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Darkness to Light - Vol. X, No. 5

Darkness to Light
Volume X, Number 5

Presented by Darkness to Light Web site
Director: Gary F. Zeolla

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Analytical-Literal Translation: Devotional Version - Now available in hardcopy and eBook formats. The ALTD is a literal yet easy to read version of the the New Testament. It includes over 4,300 footnotes to help the reader to "analyze" and understand the text. Based on the Byzantine Majority Greek Text.

Does God Condemn People?

Part One

By Gary F. Zeolla

"God is love; He doesn't condemn anyone."

"God doesn't judge anyone; He loves everyone just as they are."

I've heard and read statements like the above many times over the years. Usually, they come from non-

Christians responding to Christians who are declaring a particular behavior to be wrong. Recently, for instance, I was reading a thread debating homosexual marriage on Facebook. And it was the pro-homosexuals who were making such claims. But also one of my Christian friends posted a message along these lines as well.

But is it true that God does not condemn or judge anyone? First, what does "condemn" mean? It has several definitions, but the most pertinent here are the following two: 1. "to make a judicial pronouncement stating what punishment has been imposed on a person found guilty of a crime." 2. "to state that somebody or something is in some way wrong or unacceptable."

And the definition of the word "judge" that is most pertinent to this discussion is, "to criticize or condemn somebody on moral grounds" (Encarta Dictionary).

So does God ever impose punishment on a person for a "crime" (or a "sin" to use the Biblical term)? Does God ever declare a behavior to be wrong? Does God ever criticize someone on moral grounds?

The only way to answer this question is to consult the Scriptures. And since I've been working on a translation of the Torah (the first five books of the Old Testament) for the last few months, I will concentrate this first part of this two-part article on those books (see Project Announcement: ALT: Old Testament).

Note: All of the following Scriptures are quoted from my forthcoming "Analytical-Literal Translation of the Old Testament: Volume I: The Torah" (ALT). Copyright 2012, By Gary F. Zeolla (


In Genesis 3, Adam and Eve sin against God by eating of the tree of the knowledge of good and evil. Does God just ignore their behavior and accept and love them? No, He strongly condemns them for what they did.

16And to the woman He said, "Multiplying I will multiply [fig., I will greatly multiply] your pains and your groaning; in pain you will give birth to children. And your turning [fig., submission] [will be] to your husband, and he will lord over you."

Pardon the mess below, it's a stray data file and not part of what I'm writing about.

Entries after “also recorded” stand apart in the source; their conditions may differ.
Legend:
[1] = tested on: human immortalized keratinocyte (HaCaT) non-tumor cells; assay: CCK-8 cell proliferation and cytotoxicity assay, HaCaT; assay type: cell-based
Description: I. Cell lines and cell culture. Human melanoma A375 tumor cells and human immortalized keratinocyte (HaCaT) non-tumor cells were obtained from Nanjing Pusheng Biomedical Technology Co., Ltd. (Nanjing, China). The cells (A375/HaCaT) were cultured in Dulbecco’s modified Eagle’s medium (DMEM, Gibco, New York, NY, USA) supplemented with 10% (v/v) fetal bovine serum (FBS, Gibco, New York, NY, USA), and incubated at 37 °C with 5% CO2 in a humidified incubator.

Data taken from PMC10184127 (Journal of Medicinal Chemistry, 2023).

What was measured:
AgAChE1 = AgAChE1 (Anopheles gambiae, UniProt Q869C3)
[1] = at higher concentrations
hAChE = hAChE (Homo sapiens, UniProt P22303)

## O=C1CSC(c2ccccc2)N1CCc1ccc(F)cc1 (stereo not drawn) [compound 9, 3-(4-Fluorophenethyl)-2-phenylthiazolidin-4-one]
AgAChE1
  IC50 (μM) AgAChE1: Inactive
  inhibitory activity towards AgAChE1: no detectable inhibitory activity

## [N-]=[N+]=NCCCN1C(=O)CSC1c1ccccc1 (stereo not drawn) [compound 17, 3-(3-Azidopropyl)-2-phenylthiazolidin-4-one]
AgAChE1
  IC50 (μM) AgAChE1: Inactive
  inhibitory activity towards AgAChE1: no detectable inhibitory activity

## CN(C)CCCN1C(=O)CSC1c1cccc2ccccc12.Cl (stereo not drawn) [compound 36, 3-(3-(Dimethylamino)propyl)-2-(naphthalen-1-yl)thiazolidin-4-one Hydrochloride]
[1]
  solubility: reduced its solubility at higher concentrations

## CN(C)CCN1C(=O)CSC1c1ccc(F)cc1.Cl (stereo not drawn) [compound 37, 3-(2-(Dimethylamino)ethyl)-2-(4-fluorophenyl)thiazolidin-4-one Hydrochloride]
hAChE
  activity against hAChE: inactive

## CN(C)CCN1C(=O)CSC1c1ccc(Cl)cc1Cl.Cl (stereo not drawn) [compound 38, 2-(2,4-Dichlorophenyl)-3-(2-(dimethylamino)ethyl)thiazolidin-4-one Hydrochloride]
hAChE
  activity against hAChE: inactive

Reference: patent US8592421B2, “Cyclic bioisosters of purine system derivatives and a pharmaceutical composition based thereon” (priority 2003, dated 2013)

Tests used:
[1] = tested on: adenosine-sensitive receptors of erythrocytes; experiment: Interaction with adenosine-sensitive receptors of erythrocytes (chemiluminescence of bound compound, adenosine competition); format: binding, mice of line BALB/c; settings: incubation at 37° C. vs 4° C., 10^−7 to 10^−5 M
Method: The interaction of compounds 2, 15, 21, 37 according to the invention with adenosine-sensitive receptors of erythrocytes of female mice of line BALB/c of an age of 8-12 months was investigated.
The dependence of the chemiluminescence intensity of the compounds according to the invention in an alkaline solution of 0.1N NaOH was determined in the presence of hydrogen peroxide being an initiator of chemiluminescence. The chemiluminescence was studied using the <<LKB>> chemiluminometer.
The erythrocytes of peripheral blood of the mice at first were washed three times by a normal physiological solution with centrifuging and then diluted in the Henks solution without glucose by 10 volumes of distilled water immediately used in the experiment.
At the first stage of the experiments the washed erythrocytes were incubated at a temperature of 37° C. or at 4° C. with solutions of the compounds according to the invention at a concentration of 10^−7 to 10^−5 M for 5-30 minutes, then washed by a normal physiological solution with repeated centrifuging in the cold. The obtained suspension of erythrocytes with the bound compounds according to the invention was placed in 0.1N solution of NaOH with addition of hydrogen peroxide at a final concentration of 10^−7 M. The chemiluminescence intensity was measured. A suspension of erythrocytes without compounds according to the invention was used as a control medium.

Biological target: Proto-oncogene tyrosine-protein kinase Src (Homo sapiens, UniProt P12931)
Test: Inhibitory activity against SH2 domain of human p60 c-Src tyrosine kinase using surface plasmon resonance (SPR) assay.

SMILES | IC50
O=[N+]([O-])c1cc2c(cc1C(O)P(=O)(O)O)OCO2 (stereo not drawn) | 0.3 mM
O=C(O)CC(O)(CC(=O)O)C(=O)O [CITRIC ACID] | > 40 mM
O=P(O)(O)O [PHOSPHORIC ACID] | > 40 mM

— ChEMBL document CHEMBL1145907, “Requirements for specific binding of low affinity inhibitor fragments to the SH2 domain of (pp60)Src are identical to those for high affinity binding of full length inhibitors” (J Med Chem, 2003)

17Then to Adam He said, "Because you have listened to the voice of your wife, and ate from the tree which I commanded to you, this only not to eat from it, cursed [is] the ground in your works, in pain you will eat of it all the days of your life. 18Thorns and thistles will it rise [fig., grow] to you, and you will eat the vegetation of the field. 19In sweat of your face will you eat your bread until you return to the earth out of which you were taken; for earth you are and to earth you will depart [or, return]."

In Genesis 4, Cain kills his brother Abel. God responds by declaring to Cain:

10And God said, "What did you do? [The] voice of [the] blood of your brother cries out to Me out of the ground. 11And now you [are] cursed from the earth which has opened its mouth to receive the blood of your brother from your hand. 12For you will work [or, till] the ground, and it will not add to its strength [fig., continue] to give to you; groaning and trembling you will be upon the earth."

Then in Genesis 6, the LORD declares:

5But the LORD God, having seen that the wicked [actions] of people were multiplied upon the earth, and that everyone in his heart was intently pondering evil all the days [fig., continually], 6then God considered that He had made humanity upon the earth, and He intently pondered [it]. 7And GOD said, "I will blot out humanity whom I have made from [the] face of the earth, from humanity to animals, and from creeping things until the birds [or, flying creatures] of heaven [or, the sky] [are destroyed], for I am enraged that I made them." 8But Noah found grace before the LORD God.